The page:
Monday, April 6, 2009

The Patches Make the Goodbye Harder Still

When I was dating the Stoner Carpenter Guy, I fantasized that we would get married and have children. (In fact, we broke up shortly after September 11, which seems to have been a huge crucible for New York relationships, separating the ore from the dross.) One day, as we were walking down West 14th Street, we saw a tiny glove lying in the middle of the sidewalk where it had fallen from a child's stroller. "Do you see that?" SC Guy pointed at it with uncharacteristic, near-histrionic despair. "If you have children, you have to deal with that EVERY DAY." I knew that he didn't mean the annoyance of children losing things, but rather the dreadfulness of life's quotidian losses and separations, the casual sunderings that time and carelessness bring and that remove us inch by inch from those we love, until they're so far away that we can only wave to them from the horizon and hope they recognize us. As Holden Caulfield noted, growing up means that you have to carry suitcases in elevators and miss people.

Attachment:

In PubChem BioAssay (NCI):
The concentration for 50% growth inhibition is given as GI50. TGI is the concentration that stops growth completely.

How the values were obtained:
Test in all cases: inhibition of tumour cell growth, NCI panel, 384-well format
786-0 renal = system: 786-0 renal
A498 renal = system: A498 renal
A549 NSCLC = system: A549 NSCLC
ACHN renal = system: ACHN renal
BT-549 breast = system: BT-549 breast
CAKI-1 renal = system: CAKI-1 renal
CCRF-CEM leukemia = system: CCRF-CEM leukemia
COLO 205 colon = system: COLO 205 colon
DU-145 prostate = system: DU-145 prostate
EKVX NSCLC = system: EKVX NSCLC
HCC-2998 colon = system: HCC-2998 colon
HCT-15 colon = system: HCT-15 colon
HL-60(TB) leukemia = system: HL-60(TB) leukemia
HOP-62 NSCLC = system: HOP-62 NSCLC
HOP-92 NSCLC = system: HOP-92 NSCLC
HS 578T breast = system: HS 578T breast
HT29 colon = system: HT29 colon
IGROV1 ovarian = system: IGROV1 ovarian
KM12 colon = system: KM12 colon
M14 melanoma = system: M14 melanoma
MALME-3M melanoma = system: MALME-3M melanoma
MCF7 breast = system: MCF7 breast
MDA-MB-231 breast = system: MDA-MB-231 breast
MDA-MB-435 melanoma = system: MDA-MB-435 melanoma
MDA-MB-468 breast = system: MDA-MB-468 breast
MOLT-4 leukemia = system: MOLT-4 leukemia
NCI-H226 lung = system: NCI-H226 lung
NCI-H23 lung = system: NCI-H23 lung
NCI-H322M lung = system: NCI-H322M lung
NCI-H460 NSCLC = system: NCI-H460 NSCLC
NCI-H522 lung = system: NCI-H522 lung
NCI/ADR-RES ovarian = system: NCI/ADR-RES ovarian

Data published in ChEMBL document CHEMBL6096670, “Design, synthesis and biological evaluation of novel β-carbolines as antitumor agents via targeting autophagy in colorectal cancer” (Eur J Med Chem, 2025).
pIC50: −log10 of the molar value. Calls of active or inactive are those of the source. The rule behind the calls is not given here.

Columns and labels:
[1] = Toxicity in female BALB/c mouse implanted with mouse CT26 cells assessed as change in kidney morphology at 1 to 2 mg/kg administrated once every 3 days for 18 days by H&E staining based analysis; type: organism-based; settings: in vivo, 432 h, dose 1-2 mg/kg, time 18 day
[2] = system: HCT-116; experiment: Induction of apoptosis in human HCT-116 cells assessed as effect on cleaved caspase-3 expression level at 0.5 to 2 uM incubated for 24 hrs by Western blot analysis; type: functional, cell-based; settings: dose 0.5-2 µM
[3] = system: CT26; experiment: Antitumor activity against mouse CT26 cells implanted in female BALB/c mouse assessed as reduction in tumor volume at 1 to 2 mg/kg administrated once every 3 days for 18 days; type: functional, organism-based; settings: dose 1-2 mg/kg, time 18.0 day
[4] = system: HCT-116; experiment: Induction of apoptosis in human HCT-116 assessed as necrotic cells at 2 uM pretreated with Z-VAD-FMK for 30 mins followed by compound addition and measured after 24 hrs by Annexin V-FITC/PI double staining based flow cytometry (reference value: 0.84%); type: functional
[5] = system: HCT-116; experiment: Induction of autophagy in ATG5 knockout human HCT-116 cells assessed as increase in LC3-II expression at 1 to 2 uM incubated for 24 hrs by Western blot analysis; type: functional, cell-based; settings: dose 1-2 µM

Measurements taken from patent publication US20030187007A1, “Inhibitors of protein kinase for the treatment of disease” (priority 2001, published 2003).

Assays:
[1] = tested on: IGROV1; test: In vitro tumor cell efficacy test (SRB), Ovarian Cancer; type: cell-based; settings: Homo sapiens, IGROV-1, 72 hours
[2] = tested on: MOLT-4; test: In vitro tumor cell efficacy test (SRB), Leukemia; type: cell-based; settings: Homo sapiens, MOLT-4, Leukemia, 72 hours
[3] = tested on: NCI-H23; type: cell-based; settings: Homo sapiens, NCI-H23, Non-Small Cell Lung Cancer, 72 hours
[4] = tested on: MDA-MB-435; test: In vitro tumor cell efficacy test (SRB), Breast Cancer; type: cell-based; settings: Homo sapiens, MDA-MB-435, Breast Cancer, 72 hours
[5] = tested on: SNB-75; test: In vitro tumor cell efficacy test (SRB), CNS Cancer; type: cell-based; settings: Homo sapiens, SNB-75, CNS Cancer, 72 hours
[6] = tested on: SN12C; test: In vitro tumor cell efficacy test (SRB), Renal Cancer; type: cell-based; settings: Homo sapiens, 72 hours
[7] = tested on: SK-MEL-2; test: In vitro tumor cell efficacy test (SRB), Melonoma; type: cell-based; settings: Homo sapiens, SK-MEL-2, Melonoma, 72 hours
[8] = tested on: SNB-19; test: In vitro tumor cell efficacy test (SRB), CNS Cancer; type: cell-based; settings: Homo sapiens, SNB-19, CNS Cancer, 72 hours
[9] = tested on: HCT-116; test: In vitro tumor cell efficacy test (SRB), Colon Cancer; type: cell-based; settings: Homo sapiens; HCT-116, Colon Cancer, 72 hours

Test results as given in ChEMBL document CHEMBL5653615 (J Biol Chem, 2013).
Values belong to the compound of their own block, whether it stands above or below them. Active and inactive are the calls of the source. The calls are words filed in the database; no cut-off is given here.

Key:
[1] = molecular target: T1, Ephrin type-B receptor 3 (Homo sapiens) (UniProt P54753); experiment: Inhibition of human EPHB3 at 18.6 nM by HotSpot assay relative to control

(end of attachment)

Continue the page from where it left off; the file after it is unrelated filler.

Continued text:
My hardest Lenten sacrifice this year, and in previous years, is striving to become aware of all the goodbyes that we say to those we love, especially the goodbyes we must say on a daily basis. Here is a song I've always loved, "Oh Very Young" by Cat Stevens (above), that describes those goodbyes.

(My dissertation is about an iconography of penitence in the Western art-historical tradition that employs music imagery, and thus I'm interested in penitent musicians, like Hermann Cohen, who's appeared on this page more than once. Cat Stevens might fit into the penitent musician category too, since he seems to have almost completely jettisoned music after converting to Islam. He was also, I'll admit it, the object of my first crush.)

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